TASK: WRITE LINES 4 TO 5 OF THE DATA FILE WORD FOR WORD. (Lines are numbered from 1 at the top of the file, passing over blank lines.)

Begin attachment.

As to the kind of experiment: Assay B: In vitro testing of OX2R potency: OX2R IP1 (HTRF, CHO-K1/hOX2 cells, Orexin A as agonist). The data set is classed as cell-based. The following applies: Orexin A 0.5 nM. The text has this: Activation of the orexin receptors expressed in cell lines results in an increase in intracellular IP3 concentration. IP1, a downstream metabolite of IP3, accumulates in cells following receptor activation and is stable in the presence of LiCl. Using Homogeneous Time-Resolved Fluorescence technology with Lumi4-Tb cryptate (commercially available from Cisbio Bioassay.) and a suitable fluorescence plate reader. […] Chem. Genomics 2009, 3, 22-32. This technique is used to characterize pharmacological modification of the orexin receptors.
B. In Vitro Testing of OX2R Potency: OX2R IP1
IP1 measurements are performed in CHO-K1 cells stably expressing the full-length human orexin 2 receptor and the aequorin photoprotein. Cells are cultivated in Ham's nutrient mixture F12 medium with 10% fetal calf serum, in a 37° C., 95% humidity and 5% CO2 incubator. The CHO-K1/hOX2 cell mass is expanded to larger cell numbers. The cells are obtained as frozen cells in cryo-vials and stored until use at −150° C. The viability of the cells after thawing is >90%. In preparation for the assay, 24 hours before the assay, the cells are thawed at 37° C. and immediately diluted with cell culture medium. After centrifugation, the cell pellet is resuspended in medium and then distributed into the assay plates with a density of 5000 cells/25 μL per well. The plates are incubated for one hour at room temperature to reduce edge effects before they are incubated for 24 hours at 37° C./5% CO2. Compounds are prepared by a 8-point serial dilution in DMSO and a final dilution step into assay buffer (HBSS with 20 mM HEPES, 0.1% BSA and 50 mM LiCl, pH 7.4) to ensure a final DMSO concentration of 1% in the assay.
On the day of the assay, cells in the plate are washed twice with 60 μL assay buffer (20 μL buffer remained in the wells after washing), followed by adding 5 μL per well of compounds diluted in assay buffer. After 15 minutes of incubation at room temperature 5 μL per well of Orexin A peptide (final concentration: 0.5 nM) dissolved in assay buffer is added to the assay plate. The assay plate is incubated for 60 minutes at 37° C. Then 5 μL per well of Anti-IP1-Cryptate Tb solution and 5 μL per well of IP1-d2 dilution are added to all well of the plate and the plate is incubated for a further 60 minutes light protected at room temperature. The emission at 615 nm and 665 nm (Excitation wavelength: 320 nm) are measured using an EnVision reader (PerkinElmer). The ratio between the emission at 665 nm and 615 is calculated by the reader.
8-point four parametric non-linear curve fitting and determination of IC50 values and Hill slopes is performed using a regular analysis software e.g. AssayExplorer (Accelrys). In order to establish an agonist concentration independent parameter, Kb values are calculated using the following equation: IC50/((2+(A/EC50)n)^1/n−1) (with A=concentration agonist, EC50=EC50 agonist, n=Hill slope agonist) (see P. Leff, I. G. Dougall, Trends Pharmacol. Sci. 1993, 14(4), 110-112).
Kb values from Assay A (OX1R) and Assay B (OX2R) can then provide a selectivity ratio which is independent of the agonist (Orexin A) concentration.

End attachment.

On the day of the assay, cells in the plate are washed twice with 60 μL assay buffer (20 μL buffer remained in the wells after washing), followed by adding 5 μL per well of compounds diluted in assay buffer. After 15 minutes of incubation at room temperature 5 μL per well of Orexin A peptide (final concentration: 0.5 nM) dissolved in assay buffer is added to the assay plate. The assay plate is incubated for 60 minutes at 37° C. Then 5 μL per well of Anti-IP1-Cryptate Tb solution and 5 μL per well of IP1-d2 dilution are added to all well of the plate and the plate is incubated for a further 60 minutes light protected at room temperature. The emission at 615 nm and 665 nm (Excitation wavelength: 320 nm) are measured using an EnVision reader (PerkinElmer). The ratio between the emission at 665 nm and 615 is calculated by the reader.
8-point four parametric non-linear curve fitting and determination of IC50 values and Hill slopes is performed using a regular analysis software e.g. AssayExplorer (Accelrys). In order to establish an agonist concentration independent parameter, Kb values are calculated using the following equation: IC50/((2+(A/EC50)n)^1/n−1) (with A=concentration agonist, EC50=EC50 agonist, n=Hill slope agonist) (see P. Leff, I. G. Dougall, Trends Pharmacol. Sci. 1993, 14(4), 110-112).